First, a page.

A recent post on Logistics Management cites some figures supporting the idea that e-commerce is a runaway train continuing to gather momentum. Based on data for the latest major shopping days, Cyber Monday has eclipsed Black Friday when it comes to sales numbers and what consumers did to meet their holiday shopping needs. This finding continues a clear statistical trend. In Q2 2015, the U.S. Commerce Department reported e-commerce sales grew at 4.2 percent (compared to 1.6 percent for overall retail sales). This growth, combined with the impact digital commerce has on consumer behavior, has what the Wall Street Journal called “an outsize impact” on the supply chain. Increased e-commerce volumes and omnichannel strategies are putting unprecedented demands on the supply chain. The rapidly changing demands of consumers (e.g., click and collect or click and next-day delivery) present a whole new set of challenges to retailers and e-tailers. They’re desperately searching for new supply chain and fulfillment solutions at every stage of operations, which includes demand forecasting, inventory management, warehousing strategies, technology integration, and distribution practices. Increasingly, manufacturers are turning from a traditional supply-driven orientation to demand-driven solutions to effectively meet e-commerce and omnichannel challenges to the supply chain. In fact, an article on the Journal of Commerce website notes visibility into the supply chain and agility in responding to change are key to mitigate risk and maximize opportunity in meeting the challenges e-commerce growth and the digital consumer present to the enterprise. The top 10 supply chain predictions for the coming year released by industry analyst IDC illustrate the heightened need to innovate to respond to change. Simon Ellis, vice president of global supply chain strategy for IDC, said in a recent interview, “the common thread across these predictions is change. Manufacturing businesses are undergoing enormous change, including changing consumer expectations and technological advancements. I’ve been in and around the supply chain for 30 years, and it seems like the pace and impact of change is greater than we’ve seen.” He adds that e-commerce networks are simply a better way of doing most things in the supply chain, that organizations are recognizing this, and that they are using or plan to use solutions that accommodate e-commerce. IDC’s top 10 predictions include:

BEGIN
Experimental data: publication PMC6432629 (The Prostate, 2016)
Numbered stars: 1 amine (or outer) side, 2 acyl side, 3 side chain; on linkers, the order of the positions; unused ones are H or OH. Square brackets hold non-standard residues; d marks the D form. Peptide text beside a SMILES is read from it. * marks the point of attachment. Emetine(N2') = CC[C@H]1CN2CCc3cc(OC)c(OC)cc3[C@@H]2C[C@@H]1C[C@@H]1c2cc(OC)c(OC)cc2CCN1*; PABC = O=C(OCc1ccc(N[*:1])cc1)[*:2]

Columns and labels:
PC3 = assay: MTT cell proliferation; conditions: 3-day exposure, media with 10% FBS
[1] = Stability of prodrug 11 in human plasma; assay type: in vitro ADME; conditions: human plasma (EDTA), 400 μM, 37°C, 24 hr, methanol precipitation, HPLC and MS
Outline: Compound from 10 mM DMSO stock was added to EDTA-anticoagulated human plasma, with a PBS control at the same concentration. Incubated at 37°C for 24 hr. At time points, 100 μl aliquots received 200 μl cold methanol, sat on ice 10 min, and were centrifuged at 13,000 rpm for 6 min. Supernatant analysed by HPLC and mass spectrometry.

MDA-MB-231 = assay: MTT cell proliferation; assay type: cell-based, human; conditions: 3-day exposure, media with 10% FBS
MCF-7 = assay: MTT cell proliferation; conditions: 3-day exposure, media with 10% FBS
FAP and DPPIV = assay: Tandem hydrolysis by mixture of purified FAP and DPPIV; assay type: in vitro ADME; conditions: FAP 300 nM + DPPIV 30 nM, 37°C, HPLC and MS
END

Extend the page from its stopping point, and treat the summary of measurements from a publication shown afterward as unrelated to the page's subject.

- By the end of 2016, one-third of all manufacturers will be actively integrating their “traditional” supply chain processes with product and network design, manufacturing, and service.
- By the end of 2017, the need for visibility, scalability, and flexibility across the value chain will drive 60 percent of manufacturers to invest in cloud-based warehouse management systems and transportation management solutions aligned to their trade partner networks.
- By 2018, proliferation of advanced, purpose-built, analytic applications aligned to the Internet of Things (IoT) will result in 15 percent productivity improvements for manufacturing supply chains.
- By the end of 2019, enterprise-wide improvements in resiliency and visibility will have rendered short-term forecasting moot for 50 percent of all consumer products manufacturers and 25 percent of all others.
- By 2020, 50 percent of the operational jobs in the supply chain will have evolved into “knowledge” roles required to support new technologies such as cognitive computing and modern robotics.
You can find the rest of their predictions here.
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